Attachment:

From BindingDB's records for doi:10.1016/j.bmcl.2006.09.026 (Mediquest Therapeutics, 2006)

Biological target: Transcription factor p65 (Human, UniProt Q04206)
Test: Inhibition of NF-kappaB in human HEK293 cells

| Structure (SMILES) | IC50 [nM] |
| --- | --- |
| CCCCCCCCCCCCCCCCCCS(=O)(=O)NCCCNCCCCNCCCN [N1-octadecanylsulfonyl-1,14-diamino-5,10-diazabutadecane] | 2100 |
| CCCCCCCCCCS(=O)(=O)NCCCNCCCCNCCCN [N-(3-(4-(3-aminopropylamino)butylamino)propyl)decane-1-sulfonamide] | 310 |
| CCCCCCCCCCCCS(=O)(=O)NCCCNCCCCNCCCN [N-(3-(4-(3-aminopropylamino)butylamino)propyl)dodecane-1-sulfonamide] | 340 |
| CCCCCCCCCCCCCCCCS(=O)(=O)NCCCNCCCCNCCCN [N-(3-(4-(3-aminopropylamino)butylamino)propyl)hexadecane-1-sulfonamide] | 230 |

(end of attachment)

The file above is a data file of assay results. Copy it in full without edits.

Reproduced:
From BindingDB's records for doi:10.1016/j.bmcl.2006.09.026 (Mediquest Therapeutics, 2006)

Biological target: Transcription factor p65 (Human, UniProt Q04206)
Test: Inhibition of NF-kappaB in human HEK293 cells

| Structure (SMILES) | IC50 [nM] |
| --- | --- |
| CCCCCCCCCCCCCCCCCCS(=O)(=O)NCCCNCCCCNCCCN [N1-octadecanylsulfonyl-1,14-diamino-5,10-diazabutadecane] | 2100 |
| CCCCCCCCCCS(=O)(=O)NCCCNCCCCNCCCN [N-(3-(4-(3-aminopropylamino)butylamino)propyl)decane-1-sulfonamide] | 310 |
| CCCCCCCCCCCCS(=O)(=O)NCCCNCCCCNCCCN [N-(3-(4-(3-aminopropylamino)butylamino)propyl)dodecane-1-sulfonamide] | 340 |
| CCCCCCCCCCCCCCCCS(=O)(=O)NCCCNCCCCNCCCN [N-(3-(4-(3-aminopropylamino)butylamino)propyl)hexadecane-1-sulfonamide] | 230 |